In the case of a linked list package, we want a linked list of any type. Linked lists of arrays, records, integers or any other type should be equally possible. The way to do this is to specify the item type in the package declaration as private, like this:

        type Item_Type is private;
    package JE.Lists is
    end JE.Lists;

The only operations that will be allowed in the package body are those appropriate to private types, namely assignment (:=) and testing for equality and inequality (= and /=). When the package is instantiated, any type that meets these requirements can be supplied as the actual parameter. This includes records, arrays, integers and so on; the only types excluded are limited types...

As you can see, the way you declare your generic type parameters puts restrictions on what operations you can perform on the type inside the package as well as what types you can supply as parameters. Specifying the parameter as ‘range <>’ allows the package to use all the standard operations on integer types but restricts you to supplying an integer type when you instantiate the package. Specifying the parameter as ‘private’ gives you greater freedom when you instantiate the package but reduces the range of operations that you can use inside the package itself.

So it looks like Ada gave you two options, neither of which look like what you can do in C++. You could either pass in any type then the only operations allowed on the type were equality and assignment or you could pass in a constrained type. Thus it doesn't look like Ada generics had the weird mix of static and duck typing that C++ templates have.

I am as disappointed as Bruce that neither C# nor Java support dynamic typing like languages such as Python or Smalltalk but I don't think parametric polymorphism via generics has ever been used to solve this problem. As I have pointed out neither Ada nor C++ actually give him the functionality he wants so I wouldn't be too hard on Java or C# if I was in his shoes.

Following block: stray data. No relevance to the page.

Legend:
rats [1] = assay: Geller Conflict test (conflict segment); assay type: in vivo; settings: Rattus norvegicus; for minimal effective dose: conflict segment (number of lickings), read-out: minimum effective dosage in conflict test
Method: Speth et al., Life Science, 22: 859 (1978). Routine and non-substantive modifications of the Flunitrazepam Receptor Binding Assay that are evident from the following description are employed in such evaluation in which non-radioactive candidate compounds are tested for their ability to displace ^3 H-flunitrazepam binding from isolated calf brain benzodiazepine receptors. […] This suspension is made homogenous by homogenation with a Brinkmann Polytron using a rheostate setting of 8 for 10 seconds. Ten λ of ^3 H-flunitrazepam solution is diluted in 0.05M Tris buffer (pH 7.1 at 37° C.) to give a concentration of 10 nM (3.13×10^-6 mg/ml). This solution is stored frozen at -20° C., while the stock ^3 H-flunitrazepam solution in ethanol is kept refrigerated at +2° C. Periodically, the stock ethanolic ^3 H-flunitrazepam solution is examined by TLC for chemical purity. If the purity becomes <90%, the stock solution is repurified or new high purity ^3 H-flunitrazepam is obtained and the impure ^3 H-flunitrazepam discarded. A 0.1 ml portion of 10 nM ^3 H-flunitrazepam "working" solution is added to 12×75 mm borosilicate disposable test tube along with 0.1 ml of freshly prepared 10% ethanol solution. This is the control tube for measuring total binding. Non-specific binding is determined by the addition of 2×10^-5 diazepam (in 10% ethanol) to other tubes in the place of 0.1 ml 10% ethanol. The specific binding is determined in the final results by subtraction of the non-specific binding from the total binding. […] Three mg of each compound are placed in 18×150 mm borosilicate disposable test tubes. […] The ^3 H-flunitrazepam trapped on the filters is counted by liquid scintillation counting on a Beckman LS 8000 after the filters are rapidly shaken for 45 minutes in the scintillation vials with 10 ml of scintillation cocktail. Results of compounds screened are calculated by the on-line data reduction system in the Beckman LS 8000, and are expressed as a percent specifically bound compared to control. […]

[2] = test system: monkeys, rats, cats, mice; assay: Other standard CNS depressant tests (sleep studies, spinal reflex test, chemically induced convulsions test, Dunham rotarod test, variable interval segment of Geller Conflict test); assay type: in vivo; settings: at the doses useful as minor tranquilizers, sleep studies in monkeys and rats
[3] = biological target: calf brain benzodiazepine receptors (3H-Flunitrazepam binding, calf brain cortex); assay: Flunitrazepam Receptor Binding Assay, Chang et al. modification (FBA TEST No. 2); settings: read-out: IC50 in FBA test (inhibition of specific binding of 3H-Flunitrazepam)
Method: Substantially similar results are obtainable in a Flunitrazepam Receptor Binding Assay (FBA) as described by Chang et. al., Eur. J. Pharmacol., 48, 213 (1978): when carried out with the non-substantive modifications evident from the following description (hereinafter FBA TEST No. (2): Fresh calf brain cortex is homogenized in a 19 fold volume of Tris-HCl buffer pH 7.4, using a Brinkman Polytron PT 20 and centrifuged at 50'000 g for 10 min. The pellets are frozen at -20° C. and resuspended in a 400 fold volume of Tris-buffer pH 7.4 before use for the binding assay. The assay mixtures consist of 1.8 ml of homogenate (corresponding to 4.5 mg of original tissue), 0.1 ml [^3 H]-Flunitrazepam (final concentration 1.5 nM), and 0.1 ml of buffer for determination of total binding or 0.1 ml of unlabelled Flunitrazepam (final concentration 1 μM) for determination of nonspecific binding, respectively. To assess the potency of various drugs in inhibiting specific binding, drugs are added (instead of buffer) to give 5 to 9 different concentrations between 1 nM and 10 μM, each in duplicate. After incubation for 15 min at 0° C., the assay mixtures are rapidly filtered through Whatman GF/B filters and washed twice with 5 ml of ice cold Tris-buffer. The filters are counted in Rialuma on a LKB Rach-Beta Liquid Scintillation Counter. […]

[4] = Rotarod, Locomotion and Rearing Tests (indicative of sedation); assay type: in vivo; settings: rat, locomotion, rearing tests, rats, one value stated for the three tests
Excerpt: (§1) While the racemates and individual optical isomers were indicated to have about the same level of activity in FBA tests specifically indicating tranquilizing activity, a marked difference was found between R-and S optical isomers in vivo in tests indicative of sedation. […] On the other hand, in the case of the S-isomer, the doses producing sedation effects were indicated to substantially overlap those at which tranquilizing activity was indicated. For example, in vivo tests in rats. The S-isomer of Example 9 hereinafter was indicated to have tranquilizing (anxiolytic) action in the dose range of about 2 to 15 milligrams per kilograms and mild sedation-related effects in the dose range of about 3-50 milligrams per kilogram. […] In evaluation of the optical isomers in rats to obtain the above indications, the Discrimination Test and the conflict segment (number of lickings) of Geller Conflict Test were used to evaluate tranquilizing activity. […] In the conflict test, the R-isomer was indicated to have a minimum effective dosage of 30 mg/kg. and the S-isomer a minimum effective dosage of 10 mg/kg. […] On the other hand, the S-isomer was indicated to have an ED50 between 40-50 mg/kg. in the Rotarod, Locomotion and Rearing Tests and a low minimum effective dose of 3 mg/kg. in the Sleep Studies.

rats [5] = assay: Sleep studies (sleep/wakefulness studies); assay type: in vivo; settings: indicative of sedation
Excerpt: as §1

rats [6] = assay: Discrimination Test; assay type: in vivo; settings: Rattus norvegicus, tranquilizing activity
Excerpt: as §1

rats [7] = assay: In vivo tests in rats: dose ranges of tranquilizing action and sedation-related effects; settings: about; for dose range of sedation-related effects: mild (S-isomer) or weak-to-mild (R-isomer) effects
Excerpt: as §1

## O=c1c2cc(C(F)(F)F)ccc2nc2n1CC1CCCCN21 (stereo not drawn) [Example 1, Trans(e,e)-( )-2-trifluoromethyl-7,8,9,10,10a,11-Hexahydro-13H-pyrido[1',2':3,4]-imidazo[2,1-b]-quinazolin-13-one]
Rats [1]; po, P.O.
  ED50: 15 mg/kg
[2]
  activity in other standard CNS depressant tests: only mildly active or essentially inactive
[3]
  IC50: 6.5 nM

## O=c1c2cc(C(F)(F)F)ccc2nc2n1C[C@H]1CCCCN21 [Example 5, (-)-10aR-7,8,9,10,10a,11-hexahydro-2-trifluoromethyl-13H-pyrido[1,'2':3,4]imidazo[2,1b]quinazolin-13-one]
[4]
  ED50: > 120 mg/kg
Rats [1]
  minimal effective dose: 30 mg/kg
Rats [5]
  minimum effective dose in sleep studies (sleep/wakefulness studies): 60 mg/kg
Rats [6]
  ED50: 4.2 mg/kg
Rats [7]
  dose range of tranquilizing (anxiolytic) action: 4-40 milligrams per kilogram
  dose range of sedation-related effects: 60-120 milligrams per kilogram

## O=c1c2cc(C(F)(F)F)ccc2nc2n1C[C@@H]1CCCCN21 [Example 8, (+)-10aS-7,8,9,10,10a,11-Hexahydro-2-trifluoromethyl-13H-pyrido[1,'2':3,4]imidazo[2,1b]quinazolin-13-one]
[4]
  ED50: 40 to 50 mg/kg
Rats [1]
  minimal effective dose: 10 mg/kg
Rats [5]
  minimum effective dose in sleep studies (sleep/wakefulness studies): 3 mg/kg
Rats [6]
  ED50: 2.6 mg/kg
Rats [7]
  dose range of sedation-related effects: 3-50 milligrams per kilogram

Thursday, March 11, 2004 8:06:47 PM (GMT Standard Time, UTC+00:00)
It's been a little while (about three years) since I last used Ada, but I did do some work in generics. You can extend the constraints by using a 'with' declaration (bear in mind that Ada isn't a true object-oriented language; all methods are declared at package scope or nested within another method, they are not declared lexically as part of a type).

All constraints must be met, in Ada, to be able to instantiate a package. It isn't nearly as relaxed as C++, where you only need meet the constraints of the features you actually use ([contrived example] if you never call sort, you don't need to provide an operator<).

More horrible detail at http://www.adahome.com/rm95/rm9x-12.html.

The major problem with the C++ and Ada schemes is that you need the source (or a pre-parsed, but not really compiled, version) of the library. This isn't acceptable in the C#/Java world. Alternatively, you could fall back on Reflection or use Object directly (in C#).
Thursday, March 11, 2004 8:56:25 PM (GMT Standard Time, UTC+00:00)
There's a difference between allowing "duck typing" and allowing only "duck typing". If I understand it correctly, Stroustrup is not saying that he wants coders to but forced to put constraints on templates. Constraints are a proposed additional feature, not different way of making an old feature work. In that sense, I don't think the fact that Stroustrup's exposal of constraints is a good defense of not allowing "duck typing" in Java or C#.

Though I guess I'm hard pressed to find a situation where a common base class would be a problem.
Thursday, March 11, 2004 10:23:59 PM (GMT Standard Time, UTC+00:00)
Bruce's choice of examples is pretty poor. If a method only needs to assert the existence of a single named method on an object it is passed, then of course you don't need generics. Just do a:

void speak( Speaks speaker ) { ... }

instead. Of course, this only works with methods--classes have no recourse without generics, unless you want to play with Objects and casting.

With generics on the other hand you can do more complicated things, e.g.:

public &lsaquo;T extends Map&lsaquo;?,?&rsaquo; & Cloneable&lsaquo;T&rsaquo; &rsaquo; void playWithCloneableMap( T playee );

which could not be accomplished without generics, with or without "duck typing." (Note: code fragment not tested with a compiler, but then the syntax isn't the point)

I really wish people would stop blaming Java for not being Python or Ruby (or even C++, though that one is much rarer.)
Thursday, March 11, 2004 10:28:09 PM (GMT Standard Time, UTC+00:00)
Drat, that didn't come out very well. I tried it with angle brackets but I got an error saving the reply. I must be missing the obvious link to permissable reply content. :(